Christians and Trump

Everything is political now, isn’t it?  Nothing is benign.  The choices we make every day aren’t just choices; they’re political statements.  Things that used to be matters of convenience or preference have political overtones.  Use a straw at Starbucks; drive a Prius; drive a pickup truck; eat at Chick-fil-A; watch the NBA; believe the virus is a serious threat – all are political positions in today’s world.  Wear a mask (you sniveling, media-believing, socialist lemming) or don’t wear a mask (you selfish, science-denying, conspiracy-theorist Neanderthal); it’s all political.  And if you’re like me, you’re very, very tired of it.  So as I write this my purpose isn’t to add my two cents to one side or the other of the debate.  I don’t intend to make anyone angry.

But – and you knew there was a ‘but’ after that introduction – I do want to address something that bothers me about this political era we’re in and how it relates to my faith.  Specifically, it’s the notion that Christians are hypocrites if they support Trump.  Now let me state up front that I don’t believe God is a Republican and I don’t think all Christians have to vote a certain way.  And I’m not here to advocate one way or the other on Trump.  I’m just bothered by this specific charge – that anyone who claims to be a believer and yet votes for Trump shows that his or her faith isn’t genuine. 

The case against Trump is fairly obvious.  He’s not someone you’d point to as a man of character.  He’s been serially unfaithful to his wives, he has a loose relationship with the truth, and he has the emotional maturity of a fourteen-year-old.  He’s not a man I’d want my sons to emulate, nor is he someone who inspires good in others.  His leadership style has coarsened the country and he hasn’t exactly embraced the gravity of the office he holds.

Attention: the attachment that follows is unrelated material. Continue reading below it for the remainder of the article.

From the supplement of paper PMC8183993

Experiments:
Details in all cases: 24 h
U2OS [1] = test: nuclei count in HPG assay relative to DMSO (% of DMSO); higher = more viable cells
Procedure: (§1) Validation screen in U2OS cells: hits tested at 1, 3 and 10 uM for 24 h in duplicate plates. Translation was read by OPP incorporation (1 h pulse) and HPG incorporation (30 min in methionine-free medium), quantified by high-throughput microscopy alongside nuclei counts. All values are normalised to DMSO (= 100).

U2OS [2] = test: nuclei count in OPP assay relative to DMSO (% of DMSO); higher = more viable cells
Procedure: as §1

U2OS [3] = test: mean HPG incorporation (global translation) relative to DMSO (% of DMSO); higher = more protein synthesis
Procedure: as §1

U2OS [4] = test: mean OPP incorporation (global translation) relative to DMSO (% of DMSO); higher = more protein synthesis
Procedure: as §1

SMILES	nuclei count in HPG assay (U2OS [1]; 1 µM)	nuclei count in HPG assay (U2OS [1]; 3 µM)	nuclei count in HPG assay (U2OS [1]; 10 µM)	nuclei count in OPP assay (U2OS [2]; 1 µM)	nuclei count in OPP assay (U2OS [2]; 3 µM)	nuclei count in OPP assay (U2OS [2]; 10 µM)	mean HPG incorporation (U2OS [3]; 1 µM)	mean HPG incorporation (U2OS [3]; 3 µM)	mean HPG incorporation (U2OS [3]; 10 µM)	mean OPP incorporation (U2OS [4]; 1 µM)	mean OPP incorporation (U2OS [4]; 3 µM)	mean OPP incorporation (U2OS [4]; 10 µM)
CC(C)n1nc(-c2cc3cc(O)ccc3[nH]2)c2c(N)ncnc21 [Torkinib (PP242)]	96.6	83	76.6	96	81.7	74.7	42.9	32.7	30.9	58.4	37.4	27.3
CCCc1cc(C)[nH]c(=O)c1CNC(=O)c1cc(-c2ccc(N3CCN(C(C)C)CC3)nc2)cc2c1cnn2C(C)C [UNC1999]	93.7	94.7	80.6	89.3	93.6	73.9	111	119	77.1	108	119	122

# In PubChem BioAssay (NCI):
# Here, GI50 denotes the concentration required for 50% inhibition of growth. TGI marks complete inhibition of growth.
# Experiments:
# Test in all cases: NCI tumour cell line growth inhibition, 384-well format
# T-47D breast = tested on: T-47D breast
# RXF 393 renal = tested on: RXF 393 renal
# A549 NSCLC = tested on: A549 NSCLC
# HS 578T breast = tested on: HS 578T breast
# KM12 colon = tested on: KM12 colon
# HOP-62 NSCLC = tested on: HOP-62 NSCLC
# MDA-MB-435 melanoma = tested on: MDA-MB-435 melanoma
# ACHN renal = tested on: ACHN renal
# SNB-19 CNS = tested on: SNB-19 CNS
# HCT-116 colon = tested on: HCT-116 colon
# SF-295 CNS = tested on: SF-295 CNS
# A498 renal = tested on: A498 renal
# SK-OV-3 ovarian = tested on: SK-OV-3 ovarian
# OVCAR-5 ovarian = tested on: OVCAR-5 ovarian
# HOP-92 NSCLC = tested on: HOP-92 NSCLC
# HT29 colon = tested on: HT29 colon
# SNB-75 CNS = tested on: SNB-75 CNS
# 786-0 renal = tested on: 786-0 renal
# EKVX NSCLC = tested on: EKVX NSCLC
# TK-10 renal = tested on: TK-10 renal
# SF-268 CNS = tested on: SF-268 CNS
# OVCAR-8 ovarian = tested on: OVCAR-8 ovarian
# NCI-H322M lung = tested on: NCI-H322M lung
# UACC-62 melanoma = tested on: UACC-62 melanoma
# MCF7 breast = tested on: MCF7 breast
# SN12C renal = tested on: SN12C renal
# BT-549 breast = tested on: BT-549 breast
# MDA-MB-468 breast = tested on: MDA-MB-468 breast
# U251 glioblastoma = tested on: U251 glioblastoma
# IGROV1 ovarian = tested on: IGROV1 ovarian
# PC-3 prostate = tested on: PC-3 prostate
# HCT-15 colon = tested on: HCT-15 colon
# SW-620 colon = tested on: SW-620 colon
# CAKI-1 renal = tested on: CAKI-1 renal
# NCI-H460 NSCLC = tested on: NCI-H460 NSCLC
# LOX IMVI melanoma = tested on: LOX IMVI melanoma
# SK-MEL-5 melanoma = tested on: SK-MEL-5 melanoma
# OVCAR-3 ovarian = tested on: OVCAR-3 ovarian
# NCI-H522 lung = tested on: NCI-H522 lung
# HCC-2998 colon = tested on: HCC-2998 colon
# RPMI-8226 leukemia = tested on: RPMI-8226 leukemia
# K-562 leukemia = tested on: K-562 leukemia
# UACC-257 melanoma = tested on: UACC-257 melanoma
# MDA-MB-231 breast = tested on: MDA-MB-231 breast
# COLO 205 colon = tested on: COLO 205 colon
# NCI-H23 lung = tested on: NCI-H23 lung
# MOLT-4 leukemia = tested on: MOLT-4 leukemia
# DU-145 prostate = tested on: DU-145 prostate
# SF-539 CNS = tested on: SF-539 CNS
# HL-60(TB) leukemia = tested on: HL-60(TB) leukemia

That said, his administration has accomplished things that from a believer’s perspective are important.  And they belie the personality of the man.  His administration has been staunchly pro-life.  It’s done more for religious freedom than probably any president since Reagan.  And it has specifically gone to bat numerous times for religious freedom in matters of conscience.

The arguments for Trump, however, aren’t as compelling as I think the arguments are against the illogical nature of the alternative.  Because the same people who say that believers are inconsistent or hypocritical for supporting Trump have no problem with those same believers supporting the other side.  They’d say it’s more consistent to support a party that believes in abortion under any and all circumstances up to and including infanticide; that believes there’s no such thing as biological gender; that believes marriage is okay between any two human beings; and that believes religious freedom in matters of conscience isn’t valid when it contradicts public policy.  Apparently supporting those things is somehow NOT inconsistent with the believer’s faith.

That seems a little tough to defend.  On the one hand believers are hypocrites for supporting a narcissistic blowhard, but on the other they’re perfectly consistent supporting a party with a platform that in some cases directly opposes their faith.  That makes no sense to me.